Five Conversations 3rd Conversation
"What is action?" he asked. "And what is love? Is there a link between them, or are they two different things?"
He was a big man and had long hair, almost touching his shoulders, which emphasized the squareness of his face. He wore corduroy trousers and had an air of roughness. He was soft-spoken, with a ready smile and a quick mind. He wasn't particularly interested in himself but was keen to ask questions and to find the right answers.
Love and action are not separate; they are made separate by thought. Where there is love, action is part of it. Action by itself has very little meaning. Action is the response to challenge, and the response is from the background of culture, social influences and tradition, so it is always old. Challenge is always new, otherwise you wouldn't call it challenge. Unless response is adequate to challenge there must be conflict, and therefore decay. Our actions, springing from the past, must ever lead to disorder and decay.
"So, is there an action which is not in itself the cause of decay? And is such action possible in this world?" he asked.
It is possible only when we understand the nature of challenge. Is there only one challenge, or are there multiple challenges? Or, do we translate this one challenge into diversified and fragmentary challenges? Surely there is only one, but our mind, being fragmentary, translates that one challenge into many and tries to respond to these multiple fragments. And so our actions become contradictory and conflicting, causing misery and confusion in all our relationships.
"That I see," he said,"our minds are fragmentary; I see that very clearly, but what is this one challenge?"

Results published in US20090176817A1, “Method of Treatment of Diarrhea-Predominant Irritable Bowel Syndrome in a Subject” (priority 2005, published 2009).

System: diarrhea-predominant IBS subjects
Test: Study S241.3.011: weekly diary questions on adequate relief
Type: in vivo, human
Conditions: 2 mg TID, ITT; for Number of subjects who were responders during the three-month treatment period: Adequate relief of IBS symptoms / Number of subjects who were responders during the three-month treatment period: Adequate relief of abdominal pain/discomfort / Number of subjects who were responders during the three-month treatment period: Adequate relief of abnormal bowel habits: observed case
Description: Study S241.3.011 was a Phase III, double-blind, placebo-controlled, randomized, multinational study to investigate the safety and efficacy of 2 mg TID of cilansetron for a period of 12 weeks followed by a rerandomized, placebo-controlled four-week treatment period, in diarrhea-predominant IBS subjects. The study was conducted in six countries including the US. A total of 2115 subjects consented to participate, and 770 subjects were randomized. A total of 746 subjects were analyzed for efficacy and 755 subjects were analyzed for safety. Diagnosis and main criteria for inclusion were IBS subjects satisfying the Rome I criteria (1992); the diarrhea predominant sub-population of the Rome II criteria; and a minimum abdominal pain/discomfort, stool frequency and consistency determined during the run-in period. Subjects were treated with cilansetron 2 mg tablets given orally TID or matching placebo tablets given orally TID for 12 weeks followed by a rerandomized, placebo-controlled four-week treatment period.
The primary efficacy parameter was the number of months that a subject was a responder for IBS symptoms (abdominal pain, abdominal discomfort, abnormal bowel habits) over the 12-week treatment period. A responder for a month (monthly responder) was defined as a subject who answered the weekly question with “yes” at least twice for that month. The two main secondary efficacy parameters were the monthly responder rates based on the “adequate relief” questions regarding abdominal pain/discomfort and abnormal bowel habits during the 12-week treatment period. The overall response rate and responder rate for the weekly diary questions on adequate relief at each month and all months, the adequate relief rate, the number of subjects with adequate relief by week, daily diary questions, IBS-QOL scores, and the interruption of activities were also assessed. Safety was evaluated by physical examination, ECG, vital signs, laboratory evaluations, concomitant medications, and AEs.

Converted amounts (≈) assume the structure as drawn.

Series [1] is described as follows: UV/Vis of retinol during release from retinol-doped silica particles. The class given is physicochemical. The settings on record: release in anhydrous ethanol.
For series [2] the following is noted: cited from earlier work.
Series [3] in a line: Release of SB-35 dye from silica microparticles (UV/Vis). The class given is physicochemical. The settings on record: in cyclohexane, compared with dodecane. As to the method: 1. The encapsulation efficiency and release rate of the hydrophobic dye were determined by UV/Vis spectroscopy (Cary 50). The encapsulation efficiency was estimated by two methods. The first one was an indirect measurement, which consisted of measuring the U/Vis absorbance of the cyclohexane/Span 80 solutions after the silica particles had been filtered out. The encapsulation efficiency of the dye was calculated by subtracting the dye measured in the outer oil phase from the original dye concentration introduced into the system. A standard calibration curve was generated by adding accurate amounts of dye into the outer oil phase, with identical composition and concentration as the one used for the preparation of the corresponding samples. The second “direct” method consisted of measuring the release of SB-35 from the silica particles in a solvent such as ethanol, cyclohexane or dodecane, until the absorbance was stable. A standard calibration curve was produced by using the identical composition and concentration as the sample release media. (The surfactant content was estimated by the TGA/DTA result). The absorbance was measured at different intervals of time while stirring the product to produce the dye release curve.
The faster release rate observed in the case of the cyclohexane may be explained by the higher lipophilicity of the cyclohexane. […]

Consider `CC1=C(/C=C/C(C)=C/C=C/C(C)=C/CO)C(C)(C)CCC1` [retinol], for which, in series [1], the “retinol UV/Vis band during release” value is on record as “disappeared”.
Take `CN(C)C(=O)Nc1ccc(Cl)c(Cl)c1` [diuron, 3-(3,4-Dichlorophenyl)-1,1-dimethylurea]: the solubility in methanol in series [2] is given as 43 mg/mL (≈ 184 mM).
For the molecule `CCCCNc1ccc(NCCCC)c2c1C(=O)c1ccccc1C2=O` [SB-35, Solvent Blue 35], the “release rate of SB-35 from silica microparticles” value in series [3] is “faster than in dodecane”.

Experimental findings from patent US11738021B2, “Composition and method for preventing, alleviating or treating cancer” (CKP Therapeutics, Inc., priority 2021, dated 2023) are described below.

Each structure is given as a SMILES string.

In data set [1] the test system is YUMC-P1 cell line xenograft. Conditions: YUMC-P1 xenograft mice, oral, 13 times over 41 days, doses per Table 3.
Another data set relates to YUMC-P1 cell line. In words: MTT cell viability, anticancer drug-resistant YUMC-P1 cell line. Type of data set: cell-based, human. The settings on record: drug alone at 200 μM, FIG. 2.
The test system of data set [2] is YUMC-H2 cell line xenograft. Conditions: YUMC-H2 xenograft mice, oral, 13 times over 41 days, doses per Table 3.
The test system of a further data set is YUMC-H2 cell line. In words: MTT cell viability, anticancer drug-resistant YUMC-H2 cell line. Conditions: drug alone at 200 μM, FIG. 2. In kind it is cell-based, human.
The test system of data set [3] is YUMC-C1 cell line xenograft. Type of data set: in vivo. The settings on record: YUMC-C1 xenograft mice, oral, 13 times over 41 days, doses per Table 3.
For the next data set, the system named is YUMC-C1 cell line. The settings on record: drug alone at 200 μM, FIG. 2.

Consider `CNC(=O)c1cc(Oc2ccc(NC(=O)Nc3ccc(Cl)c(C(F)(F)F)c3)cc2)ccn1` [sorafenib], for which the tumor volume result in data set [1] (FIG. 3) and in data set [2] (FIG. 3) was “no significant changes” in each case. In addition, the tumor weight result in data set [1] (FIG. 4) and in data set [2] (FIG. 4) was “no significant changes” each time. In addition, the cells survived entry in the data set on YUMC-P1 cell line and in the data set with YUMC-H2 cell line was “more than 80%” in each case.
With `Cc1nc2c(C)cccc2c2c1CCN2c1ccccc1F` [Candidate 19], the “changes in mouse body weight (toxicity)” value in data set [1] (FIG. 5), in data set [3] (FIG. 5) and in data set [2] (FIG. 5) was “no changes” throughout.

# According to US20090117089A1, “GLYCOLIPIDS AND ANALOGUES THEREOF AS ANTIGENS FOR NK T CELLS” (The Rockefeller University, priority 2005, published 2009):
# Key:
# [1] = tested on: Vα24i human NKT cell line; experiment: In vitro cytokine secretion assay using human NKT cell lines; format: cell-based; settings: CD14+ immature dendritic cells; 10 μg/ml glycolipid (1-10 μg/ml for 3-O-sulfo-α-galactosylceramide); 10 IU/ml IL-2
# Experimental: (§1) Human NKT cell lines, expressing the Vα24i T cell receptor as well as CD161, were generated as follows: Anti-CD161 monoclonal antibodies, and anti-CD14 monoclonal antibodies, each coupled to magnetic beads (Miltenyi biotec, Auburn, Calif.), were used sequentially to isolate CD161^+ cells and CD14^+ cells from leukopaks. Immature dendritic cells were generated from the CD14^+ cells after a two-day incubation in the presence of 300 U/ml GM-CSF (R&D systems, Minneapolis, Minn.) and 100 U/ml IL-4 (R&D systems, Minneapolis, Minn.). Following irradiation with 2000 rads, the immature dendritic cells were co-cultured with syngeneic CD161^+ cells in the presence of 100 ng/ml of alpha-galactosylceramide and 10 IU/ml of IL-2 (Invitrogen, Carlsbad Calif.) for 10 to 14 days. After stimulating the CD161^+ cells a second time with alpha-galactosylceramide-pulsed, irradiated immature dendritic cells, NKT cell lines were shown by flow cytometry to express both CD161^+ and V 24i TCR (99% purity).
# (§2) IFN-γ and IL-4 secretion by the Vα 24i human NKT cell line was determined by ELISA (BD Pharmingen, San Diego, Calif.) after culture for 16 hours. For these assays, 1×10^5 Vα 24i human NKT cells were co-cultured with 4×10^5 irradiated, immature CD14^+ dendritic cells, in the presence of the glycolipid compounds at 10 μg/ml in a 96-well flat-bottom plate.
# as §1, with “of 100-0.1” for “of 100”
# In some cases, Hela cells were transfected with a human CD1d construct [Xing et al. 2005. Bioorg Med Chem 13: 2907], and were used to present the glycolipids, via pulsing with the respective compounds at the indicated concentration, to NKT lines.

It is that man should be completely, totally, free. Not free from any one particular issue or from one particular bondage, but from all bondages and from all issues. When you accept the challenge - and this challenge has always been there for man to accept from the most ancient of times until now - when you accept the challenge you cannot possibly interpret it according to any cond- ition of culture or society. To deny freedom is to retrogress. Can you accept this challenge, not intellectually, but with the impact, with the intensity, of some acute and dangerous disease? If you do not accept it then you are merely acting according to your own personal pleasure and idiosyncrasy, which make for bondage, slavery, to a particular pattern of thought. If you do not accept this challenge - that man be completely free - then you deny love. Then action is a series of adjustments to social and environmental demands, with its agonies, despairs and fears.
"But can one be so completely free, living in this murderous world?"
That is a wrong question. That is merely an intellectual inquiry which has very little validity. Be free, and then you will love, in whatever society or culture it be. Without freedom man withers away, however great his work, whether in art, science, politics or religion. Freedom and action are not separate. Being free is action; it isn't that there is action to be free, doing in order to be free. Love: and hate ceases. Rut to deny hate in order to love is part of that pleasure which thought establishes. So freedom, love and action are interrelated, not to be separated, not to be cut up into political or social activity and so on. The mind, being established in freedom, acts. And this action is love.
Five Conversations 3rd Conversation
Texts and talks of Jiddu Krishnamurti. Krishnamurti quotes. Books about
J Krishnamurti. Philosophy.